Back Doors Always Become Open Doors

We know back doors get built into systems because sooner or later they’re abused in ways that often grab our attention.

Keep in mind that any “password recovery” system accomplishes something that would not be possible within a system that really protects confidentiality. There is a tradeoff between confidentiality and availability. The stronger the protection given to confidentiality, the greater the likelihood that availability may be irretrievably lost. Escrowed keys and, worse yet, back doors and other alternative avenues of access provide further opportunities for the intruders as well as the legitimate data owners.

The recent large scale theft and distribution of nude celebrity self-portaits provides a lurid reminder of this concept.

And please, let’s be honest and careful with language and call it the theft that it was. Daniel Ellsberg and Ed Snowden leaked information embarrassing to the government, information which they felt would beneficially empower the public. They didn’t steal private picture albums.

Anyway, it now appears that Elcomsoft’s Phone Password Breaker (or EPPB) has been playing a role in this series of exploits. We have been talking about this tool and the associated risks in Learning Tree’s Cloud Security Essentials course for quite some time now. It leads to a situation where the act of putting data into the underlying cloud storage did not cause the problem. It’s almost a side channel risk. There is an alternative access channel, which itself has an alternative access method or a back door built into it.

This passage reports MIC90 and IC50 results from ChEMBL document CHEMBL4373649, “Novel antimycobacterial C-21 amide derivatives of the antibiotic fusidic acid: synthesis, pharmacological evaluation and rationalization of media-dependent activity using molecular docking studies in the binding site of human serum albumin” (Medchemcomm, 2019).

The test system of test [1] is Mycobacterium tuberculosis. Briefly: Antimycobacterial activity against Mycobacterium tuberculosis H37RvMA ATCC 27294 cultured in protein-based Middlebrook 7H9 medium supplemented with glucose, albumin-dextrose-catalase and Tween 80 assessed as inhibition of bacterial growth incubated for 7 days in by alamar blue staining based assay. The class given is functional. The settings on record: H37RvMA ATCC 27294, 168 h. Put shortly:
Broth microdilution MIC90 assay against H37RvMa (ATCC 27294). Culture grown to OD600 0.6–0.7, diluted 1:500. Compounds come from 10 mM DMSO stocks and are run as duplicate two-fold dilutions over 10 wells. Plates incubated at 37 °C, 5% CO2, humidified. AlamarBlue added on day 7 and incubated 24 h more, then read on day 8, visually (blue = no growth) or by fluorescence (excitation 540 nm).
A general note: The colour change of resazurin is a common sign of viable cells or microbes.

As I’ve already discussed here and here, BYOD (or Bring Your Own Device) can lead to big problems.

This episode also demonstrates the “weakest link” concept. Apple has said that iCloud wasn’t hacked. EPPB doesn’t get you directly in, but it gets you a password that — for typical non-cyber-savvy users of iCloud — leads you right to the cloud storage password. Then it’s just a matter of automating the download and distribution.

I’ve worked in Russia, and so I know that things can be kind of sketchy there. Especially questions about “What are the rules?”, as the answers have to do with the power or influence of who is asking. Elcomsoft has said all along that they only sell some of their products to legitimate law enforcement or government agencies. Who is one of those? Whoever convincingly says that they are… Of course EPPB has spread, copies have gotten into the hands of people not everyone would consider to be legitimate law enforcement or security agencies, including spreading as bootlegged copies of those.

Another tool in the black bag may have been ibrute, at least for proof-of-concept testing of the exploit techniques. It took advantage of how some application programming interfaces did not impose any limits or even rate throttling on password guessing.

This breach wasn’t inevitable. Social engineering techniques including collecting some pretty obvious password hints seem to have been involved. So yes, there are things we can and should do to protect ourselves.

Bob Cromwell

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